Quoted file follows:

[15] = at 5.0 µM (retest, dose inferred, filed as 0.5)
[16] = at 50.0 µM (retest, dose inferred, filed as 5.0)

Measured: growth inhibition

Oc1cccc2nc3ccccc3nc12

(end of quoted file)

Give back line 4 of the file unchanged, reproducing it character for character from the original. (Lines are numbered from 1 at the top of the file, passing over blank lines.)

Oc1cccc2nc3ccccc3nc12